This is OUR COUNTRY, OUR LAND, and OUR LIFESTYLE, and we will allow you every opportunity to enjoy all this. But once you are done complaining, whining, and
griping about Our Flag, Our Pledge, Our Christian beliefs, or Our Way of Life, I highly encourage you take advantage of one other great Australian freedom,
"THE RIGHT TO LEAVE".
If you aren't happy here then LEAVE. We didn't force you to come here. You asked to be here. So accept the country YOU accepted.
Pretty easy really, when you think about it. I figure if we all keep passing this to our friends (and enemies) it will also, sooner or later get back to the complainers, lets all try, please.
And then we have our "gutless wonders" in Washington, India and Britain who are afraid to "take a stand"
Now, soldiering onwards! An interview with the Hon Peter Costello MP:
"Australian values, Muslim clerics, anti-Americanism, Telstra"
And the op-ed piece by Peter Costello, exactly as printed (their editing):
"Why the message in Christianity is Australia's heritage", The Sydney Morning Herald, May 31, 2004
Why the message in Christianity is Australia's heritage
May 31, 2004
Church leaders must reassert our core values to arrest the moral decay around us, writes Peter Costello.
When Jesus told his disciples they would be witnesses in Jerusalem, Judea, Samaria and the uttermost part of the Earth, the known world consisted of the Roman Empire - the Mediterranean and surrounds. No one in the Roman world, no one in the Jewish world, knew of Australia.
And yet the teaching of Jesus came to Australia. It took nearly 18 centuries. And we can pinpoint quite accurately the first time the Christian faith was preached on Australian soil. It was preached by the Reverend Richard Johnson, chaplain of the First Fleet, on Sunday, February 3, 1788, under a large tree in Sydney. His text was from Psalm 116 Verse 12: "What shall I render unto the Lord for all his benefits toward me?"
This was the critical and decisive event that shaped our country.
If the Arab traders that brought Islam to Indonesia had brought Islam to Australia and settled, or spread their faith, among the indigenous population our country today would be vastly different. Our laws, our institutions, our economy would all be vastly different.
But our society was founded by British colonists. And the single most decisive feature that determined the way it developed was the Judeo-Christian-Western tradition.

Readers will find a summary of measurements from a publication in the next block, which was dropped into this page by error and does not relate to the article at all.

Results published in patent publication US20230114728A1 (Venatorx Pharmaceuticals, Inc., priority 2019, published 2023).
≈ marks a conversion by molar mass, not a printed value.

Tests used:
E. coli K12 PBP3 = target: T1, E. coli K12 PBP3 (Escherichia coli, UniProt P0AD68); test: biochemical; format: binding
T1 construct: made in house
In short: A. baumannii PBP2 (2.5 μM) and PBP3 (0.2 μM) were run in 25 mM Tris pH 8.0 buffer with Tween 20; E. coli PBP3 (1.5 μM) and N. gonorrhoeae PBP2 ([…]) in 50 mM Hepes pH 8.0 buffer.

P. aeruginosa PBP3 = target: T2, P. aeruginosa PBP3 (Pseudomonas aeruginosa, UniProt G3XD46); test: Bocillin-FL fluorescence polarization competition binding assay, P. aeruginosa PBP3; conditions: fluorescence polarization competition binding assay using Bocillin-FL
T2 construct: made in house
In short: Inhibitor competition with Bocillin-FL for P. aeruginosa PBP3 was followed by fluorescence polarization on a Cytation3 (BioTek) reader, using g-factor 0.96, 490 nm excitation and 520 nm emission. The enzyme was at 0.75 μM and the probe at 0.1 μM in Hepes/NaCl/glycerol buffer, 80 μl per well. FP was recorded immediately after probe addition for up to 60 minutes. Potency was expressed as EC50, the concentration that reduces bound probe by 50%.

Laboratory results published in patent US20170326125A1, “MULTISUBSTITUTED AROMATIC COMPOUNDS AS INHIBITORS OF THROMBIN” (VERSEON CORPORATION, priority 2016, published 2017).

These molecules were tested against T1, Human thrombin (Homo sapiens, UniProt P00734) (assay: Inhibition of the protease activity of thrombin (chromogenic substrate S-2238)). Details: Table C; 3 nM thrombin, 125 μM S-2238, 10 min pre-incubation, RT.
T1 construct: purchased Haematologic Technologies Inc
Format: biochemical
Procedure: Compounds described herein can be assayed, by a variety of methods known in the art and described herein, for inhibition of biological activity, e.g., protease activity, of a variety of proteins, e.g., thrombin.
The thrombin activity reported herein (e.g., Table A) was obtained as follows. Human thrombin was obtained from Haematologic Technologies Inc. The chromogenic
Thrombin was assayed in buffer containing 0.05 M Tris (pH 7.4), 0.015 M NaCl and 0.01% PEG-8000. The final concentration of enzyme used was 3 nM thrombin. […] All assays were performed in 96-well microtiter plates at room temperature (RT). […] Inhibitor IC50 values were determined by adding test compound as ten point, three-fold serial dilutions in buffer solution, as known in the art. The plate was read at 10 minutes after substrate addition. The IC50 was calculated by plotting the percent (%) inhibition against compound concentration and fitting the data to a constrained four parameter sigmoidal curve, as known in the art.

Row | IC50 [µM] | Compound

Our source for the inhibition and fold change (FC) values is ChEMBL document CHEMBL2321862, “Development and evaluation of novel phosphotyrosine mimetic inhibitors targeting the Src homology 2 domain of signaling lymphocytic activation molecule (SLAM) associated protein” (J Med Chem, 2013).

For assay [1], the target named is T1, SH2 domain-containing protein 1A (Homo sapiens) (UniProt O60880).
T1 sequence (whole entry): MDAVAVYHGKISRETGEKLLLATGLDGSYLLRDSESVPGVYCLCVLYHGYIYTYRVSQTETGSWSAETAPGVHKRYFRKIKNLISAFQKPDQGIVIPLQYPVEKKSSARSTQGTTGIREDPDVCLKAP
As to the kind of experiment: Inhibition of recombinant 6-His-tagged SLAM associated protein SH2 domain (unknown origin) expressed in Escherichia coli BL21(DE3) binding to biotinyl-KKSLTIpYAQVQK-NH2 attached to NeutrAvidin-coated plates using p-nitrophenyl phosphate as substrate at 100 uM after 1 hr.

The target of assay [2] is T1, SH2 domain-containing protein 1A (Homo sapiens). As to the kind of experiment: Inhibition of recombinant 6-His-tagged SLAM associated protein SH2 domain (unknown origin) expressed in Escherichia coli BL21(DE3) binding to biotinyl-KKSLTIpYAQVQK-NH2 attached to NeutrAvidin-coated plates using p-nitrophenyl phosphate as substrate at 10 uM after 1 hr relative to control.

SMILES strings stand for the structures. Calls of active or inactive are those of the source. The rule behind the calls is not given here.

As a society, we are who we are, because of that heritage.
I am not sure this is well understood in Australia today. It may be that a majority of Australians no longer believe the orthodox Christian faith. But whether they believe it or not, the society they share is one founded on that faith.
Unfortunately today we see the legacy of our Judeo-Christian traditions fraying all around us. It is almost as if the capital deposit has been drawn down for such regular maintenance that the capital is running out. The maintenance demands are unending. But we are not building up the capital required to service it.
We despair of the moral decay in our community. Drug barons compete for the distribution rights to sell drugs to our children. We see moral decay in much of the rap music which glorifies violence or suicide or exploitation of other people. My partial view of hell is where people pursue their own insatiable gratification at the expense of and to the destruction of others.
We have such a rich heritage but in so many ways it is being squandered.
What should we do?
At this point it is usual for some leading churchman from some well-known denomination to appear in the media to call on the Government to intervene in some way.
I do not want to suggest that there are no initiatives the Government should take. But I do want to suggest that a recovery of faith would go a long way to answering this challenge. And a government cannot, should not, get into that endeavour. If our church leaders could so engage people as to lead them to faith we should be much richer and stronger for it.
The Bible tells the story of the Prophet Elijah who got despondent about the state of decay all around him. He fled to the wilderness. He sat under a juniper tree and asked to die. He felt alone and thought he was the only person left that was true. But the still small voice of God lifted him and told him there were still thousands that had not lowered the knee to the spiritual and moral decay all around him.
And this is the point I would like to make. There are many that have not, in their hearts, acquiesced to the kind of decay which is apparent around us. They do not believe it is right. They earnestly pray for the expansion of faith and yearn for higher standards.
They are law-abiding, taxpaying workers who want their marriages to stay together, their children to grow up to be healthy and useful members of society, and their homes to be happy. They care deeply about our society.
These people will not get their names in the media. They will not be elected to anything. But they are the steadying influence to our society when it shakes with moral turbulence. They embody the character and the traditions of our valuable heritage.
Their inner faith keeps them going. And they join with other citizens who share the blessings that heritage brought to our country, something for which we can all give thanks. And in doing so we determine that we will not take these blessing for granted. We will not become complacent. We will each to our own ability nurture the values which were so important in bringing us to where we are today and which we need so badly to take us on.